- Peer-network discussions. Encourage peer facilitated discussions, presentations, and sharing of practice in your course, institution, or across institutions.
It would be great if there were more PhD discussion groups that were facilitated by departments. I think there are some discipline specific conversations that would be really useful. (PhD student, 2020)
- Supervisory network in your field. A supervisory network arranged in collaboration with other institutions in the same field provides a space for support and focussed exchange for supervisors in Artistic Research. This can operate as a closed and confidential space for supervisors to meet regularly to discuss and ask questions in a safe environment, and gain insights on how their peers have addressed similar concerns.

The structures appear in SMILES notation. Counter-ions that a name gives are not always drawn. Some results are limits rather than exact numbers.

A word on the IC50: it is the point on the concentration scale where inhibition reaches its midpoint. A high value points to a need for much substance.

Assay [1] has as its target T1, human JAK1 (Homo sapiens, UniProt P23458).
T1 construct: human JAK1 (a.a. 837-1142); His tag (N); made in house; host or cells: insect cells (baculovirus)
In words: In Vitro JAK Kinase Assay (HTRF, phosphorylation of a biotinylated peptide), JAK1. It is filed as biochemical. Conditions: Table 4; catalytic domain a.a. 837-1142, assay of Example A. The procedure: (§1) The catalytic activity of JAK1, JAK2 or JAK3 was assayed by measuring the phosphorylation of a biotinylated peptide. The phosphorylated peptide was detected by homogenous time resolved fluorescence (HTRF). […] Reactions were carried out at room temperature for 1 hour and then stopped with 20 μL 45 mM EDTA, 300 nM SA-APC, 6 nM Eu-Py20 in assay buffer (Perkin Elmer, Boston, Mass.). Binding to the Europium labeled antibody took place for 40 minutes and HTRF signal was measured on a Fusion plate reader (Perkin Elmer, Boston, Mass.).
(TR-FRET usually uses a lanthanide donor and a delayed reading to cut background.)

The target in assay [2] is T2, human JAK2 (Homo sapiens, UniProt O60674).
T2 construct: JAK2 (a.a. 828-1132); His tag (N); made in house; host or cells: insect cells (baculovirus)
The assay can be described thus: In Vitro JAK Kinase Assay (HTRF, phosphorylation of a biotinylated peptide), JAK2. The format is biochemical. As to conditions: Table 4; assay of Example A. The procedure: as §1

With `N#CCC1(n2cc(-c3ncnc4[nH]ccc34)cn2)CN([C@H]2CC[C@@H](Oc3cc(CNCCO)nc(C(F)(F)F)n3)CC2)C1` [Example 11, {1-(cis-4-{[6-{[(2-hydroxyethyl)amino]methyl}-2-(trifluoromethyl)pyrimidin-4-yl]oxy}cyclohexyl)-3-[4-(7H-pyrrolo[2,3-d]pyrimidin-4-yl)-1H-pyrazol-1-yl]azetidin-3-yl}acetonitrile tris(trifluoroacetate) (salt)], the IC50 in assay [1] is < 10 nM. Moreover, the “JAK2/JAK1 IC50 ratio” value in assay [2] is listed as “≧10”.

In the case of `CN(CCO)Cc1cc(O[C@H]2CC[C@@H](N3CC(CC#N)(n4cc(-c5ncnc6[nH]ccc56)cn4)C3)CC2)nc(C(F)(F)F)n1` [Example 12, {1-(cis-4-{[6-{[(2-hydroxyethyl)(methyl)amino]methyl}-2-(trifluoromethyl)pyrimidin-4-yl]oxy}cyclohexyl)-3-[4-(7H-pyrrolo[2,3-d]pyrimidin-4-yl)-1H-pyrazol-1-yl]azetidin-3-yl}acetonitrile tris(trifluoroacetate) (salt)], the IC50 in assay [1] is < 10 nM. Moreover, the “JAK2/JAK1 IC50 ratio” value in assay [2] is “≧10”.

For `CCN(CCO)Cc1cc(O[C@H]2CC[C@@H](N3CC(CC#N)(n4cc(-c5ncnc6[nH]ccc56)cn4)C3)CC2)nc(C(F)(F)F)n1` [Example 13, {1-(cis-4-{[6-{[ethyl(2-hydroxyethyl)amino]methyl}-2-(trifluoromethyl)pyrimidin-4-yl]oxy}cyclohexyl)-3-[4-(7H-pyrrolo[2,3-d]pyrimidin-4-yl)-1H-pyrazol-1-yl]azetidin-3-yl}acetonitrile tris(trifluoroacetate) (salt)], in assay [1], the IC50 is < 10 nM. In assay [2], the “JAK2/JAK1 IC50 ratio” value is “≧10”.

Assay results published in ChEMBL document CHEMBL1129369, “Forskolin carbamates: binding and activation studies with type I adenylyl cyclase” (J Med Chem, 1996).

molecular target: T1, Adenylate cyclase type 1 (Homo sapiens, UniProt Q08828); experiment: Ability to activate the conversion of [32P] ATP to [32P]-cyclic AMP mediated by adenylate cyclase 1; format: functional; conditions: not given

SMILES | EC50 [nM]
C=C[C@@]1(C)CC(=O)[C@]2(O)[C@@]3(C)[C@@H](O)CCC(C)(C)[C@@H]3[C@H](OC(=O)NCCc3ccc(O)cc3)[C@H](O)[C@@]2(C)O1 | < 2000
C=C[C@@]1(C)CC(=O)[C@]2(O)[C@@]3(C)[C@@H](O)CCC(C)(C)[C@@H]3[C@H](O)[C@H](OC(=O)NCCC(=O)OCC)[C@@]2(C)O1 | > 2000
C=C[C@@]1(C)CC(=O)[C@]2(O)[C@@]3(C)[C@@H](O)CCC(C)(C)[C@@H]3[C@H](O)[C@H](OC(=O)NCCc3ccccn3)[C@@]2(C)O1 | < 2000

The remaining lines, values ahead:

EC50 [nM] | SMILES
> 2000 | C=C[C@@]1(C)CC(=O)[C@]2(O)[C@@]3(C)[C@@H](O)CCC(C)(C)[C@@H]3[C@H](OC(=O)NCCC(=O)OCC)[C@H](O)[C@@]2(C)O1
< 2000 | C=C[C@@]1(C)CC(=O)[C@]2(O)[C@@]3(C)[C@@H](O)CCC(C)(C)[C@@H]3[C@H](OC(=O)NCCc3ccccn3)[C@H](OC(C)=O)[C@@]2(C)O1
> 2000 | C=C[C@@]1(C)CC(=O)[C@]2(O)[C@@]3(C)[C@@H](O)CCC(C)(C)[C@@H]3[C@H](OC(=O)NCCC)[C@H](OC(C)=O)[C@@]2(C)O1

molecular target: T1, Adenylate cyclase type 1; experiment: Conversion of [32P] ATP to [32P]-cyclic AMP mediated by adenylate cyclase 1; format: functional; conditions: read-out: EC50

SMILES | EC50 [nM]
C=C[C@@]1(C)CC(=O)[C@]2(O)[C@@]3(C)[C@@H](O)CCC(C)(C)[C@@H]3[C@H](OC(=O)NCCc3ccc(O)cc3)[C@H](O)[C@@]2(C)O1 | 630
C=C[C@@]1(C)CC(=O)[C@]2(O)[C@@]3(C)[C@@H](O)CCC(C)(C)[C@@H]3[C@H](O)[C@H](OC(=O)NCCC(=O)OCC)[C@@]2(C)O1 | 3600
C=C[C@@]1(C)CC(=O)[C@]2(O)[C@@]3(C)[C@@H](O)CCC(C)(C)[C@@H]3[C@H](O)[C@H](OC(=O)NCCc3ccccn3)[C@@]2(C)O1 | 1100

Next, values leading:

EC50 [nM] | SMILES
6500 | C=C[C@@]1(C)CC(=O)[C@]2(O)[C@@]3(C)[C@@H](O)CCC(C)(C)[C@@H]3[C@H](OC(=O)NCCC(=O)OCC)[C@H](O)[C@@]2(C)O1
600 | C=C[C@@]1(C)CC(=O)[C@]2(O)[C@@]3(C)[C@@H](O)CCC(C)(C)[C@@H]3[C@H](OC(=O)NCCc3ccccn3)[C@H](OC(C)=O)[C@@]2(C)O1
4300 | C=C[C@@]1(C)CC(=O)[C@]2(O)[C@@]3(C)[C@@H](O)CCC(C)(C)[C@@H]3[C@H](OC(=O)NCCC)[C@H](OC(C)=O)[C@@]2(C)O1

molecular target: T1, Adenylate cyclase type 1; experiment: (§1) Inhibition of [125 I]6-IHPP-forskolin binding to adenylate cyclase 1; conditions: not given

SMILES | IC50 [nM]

I think a lot of that [training for supervisors] happens informally, but it would be great to formalize it. It would benefit students and it would give support to supervisors because it can be a very lonely journey even with a team of two […] and the responsibility for somebody’s PhD Project is huge. So, I think anything that formalises supports and obviously doesn’t have to be within an institution it can be in a wider field. (staff member, 2020)
- Strategies to support examiners. It is good practice for examiners to experience / view practice outputs or processes before the final submission of work and the Viva Voce. Consider how examiners experience practice and provide clear guidelines to ensure examination fit. Additionally, examiners need to understand and have experience in examining Artistic Research PhDs and be fully briefed on your institution’s regulations and ways of approaching Artistic Research doctorates, as they may come from a distinct tradition. See Examining Artistic Research PhDs for more on this.